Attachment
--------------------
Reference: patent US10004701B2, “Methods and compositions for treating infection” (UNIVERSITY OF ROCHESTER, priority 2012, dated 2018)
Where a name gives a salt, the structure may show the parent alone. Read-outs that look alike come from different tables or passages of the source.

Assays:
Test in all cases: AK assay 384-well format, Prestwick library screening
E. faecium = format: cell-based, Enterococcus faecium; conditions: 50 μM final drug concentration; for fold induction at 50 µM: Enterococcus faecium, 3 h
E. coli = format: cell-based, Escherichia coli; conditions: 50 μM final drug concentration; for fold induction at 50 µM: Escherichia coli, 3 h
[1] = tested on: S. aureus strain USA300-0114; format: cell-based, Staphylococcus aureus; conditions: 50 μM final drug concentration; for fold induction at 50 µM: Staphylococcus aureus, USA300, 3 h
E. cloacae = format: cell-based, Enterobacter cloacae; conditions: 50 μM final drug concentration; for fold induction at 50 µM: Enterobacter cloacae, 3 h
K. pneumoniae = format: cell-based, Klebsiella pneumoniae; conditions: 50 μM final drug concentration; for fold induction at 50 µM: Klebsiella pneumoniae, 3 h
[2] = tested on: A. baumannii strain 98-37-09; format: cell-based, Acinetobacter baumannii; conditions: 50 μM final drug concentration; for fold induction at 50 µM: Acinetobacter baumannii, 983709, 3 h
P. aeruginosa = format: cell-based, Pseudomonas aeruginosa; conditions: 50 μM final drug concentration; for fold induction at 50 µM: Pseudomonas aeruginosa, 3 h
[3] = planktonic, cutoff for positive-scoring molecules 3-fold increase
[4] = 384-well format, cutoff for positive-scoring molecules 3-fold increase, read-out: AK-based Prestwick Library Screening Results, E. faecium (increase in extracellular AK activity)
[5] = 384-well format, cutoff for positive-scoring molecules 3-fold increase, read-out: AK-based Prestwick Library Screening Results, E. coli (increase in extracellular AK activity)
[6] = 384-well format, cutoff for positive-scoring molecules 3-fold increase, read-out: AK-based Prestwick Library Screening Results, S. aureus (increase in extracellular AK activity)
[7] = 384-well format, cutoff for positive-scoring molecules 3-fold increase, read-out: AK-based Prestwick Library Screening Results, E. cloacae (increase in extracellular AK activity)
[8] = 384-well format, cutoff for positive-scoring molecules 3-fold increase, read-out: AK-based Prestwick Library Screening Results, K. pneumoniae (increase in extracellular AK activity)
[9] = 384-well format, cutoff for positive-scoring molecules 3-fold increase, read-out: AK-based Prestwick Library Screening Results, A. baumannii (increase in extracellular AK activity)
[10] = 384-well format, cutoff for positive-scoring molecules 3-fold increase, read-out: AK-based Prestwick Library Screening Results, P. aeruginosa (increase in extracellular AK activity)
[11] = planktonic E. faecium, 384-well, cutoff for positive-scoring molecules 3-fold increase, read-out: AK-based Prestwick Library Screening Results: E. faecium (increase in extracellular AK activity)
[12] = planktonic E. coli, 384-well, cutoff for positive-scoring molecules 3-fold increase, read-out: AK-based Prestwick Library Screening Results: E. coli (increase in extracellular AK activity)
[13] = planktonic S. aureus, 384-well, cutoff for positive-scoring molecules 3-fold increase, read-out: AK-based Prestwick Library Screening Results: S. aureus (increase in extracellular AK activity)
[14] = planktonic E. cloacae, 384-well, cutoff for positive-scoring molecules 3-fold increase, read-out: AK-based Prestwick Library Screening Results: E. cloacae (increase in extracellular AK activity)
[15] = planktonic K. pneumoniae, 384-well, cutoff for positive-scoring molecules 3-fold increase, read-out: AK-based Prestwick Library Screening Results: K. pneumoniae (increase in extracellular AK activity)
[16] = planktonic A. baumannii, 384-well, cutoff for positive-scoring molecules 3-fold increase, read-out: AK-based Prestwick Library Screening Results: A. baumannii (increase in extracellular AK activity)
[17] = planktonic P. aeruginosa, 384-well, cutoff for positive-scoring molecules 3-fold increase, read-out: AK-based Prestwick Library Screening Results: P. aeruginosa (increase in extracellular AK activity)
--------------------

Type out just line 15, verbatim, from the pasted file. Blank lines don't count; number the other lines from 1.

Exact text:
[6] = 384-well format, cutoff for positive-scoring molecules 3-fold increase, read-out: AK-based Prestwick Library Screening Results, S. aureus (increase in extracellular AK activity)